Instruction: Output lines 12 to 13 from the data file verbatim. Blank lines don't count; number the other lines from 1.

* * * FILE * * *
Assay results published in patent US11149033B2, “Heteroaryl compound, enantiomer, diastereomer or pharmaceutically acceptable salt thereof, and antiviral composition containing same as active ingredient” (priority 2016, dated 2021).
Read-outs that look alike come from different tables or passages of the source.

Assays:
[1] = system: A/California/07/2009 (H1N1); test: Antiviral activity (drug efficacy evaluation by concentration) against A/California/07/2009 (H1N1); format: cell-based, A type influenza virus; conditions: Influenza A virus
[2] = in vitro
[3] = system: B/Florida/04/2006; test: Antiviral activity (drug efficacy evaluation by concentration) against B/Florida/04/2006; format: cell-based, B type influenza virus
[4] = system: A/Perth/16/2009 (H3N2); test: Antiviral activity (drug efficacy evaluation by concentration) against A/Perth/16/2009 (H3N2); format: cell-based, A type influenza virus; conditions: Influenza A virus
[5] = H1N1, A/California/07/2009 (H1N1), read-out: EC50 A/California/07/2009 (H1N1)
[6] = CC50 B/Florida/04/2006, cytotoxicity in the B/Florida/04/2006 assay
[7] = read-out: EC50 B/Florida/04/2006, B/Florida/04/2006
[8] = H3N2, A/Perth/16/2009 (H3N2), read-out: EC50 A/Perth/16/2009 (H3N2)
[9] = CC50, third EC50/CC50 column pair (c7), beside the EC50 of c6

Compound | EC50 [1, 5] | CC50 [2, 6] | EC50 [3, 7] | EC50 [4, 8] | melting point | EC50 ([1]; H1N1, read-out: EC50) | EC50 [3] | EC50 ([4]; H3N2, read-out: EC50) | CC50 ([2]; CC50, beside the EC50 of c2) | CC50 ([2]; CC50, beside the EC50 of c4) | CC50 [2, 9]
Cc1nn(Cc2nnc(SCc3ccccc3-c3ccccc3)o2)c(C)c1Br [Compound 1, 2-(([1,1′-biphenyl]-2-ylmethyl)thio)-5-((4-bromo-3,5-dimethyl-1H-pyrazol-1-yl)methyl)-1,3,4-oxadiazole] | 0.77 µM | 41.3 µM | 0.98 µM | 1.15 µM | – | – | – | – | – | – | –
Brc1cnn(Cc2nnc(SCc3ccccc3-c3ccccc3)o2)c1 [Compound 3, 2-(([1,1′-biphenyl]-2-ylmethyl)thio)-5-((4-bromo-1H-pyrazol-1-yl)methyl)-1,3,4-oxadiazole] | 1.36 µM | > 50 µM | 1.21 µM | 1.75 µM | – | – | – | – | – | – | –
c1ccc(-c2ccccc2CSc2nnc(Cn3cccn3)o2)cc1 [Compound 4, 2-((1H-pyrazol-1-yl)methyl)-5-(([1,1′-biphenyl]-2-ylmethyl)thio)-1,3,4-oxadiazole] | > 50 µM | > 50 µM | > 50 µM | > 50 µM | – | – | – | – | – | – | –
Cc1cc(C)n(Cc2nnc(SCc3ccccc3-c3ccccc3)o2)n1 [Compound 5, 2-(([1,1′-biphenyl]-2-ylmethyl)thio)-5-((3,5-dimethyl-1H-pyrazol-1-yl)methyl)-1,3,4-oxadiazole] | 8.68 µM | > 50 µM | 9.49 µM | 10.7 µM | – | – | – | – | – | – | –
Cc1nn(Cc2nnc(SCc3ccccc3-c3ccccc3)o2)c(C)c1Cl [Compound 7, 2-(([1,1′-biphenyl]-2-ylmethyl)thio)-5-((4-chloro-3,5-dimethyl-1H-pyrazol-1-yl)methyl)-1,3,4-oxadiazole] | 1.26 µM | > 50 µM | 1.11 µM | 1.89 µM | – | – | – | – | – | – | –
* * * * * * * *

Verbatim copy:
[9] = CC50, third EC50/CC50 column pair (c7), beside the EC50 of c6

Compound | EC50 [1, 5] | CC50 [2, 6] | EC50 [3, 7] | EC50 [4, 8] | melting point | EC50 ([1]; H1N1, read-out: EC50) | EC50 [3] | EC50 ([4]; H3N2, read-out: EC50) | CC50 ([2]; CC50, beside the EC50 of c2) | CC50 ([2]; CC50, beside the EC50 of c4) | CC50 [2, 9]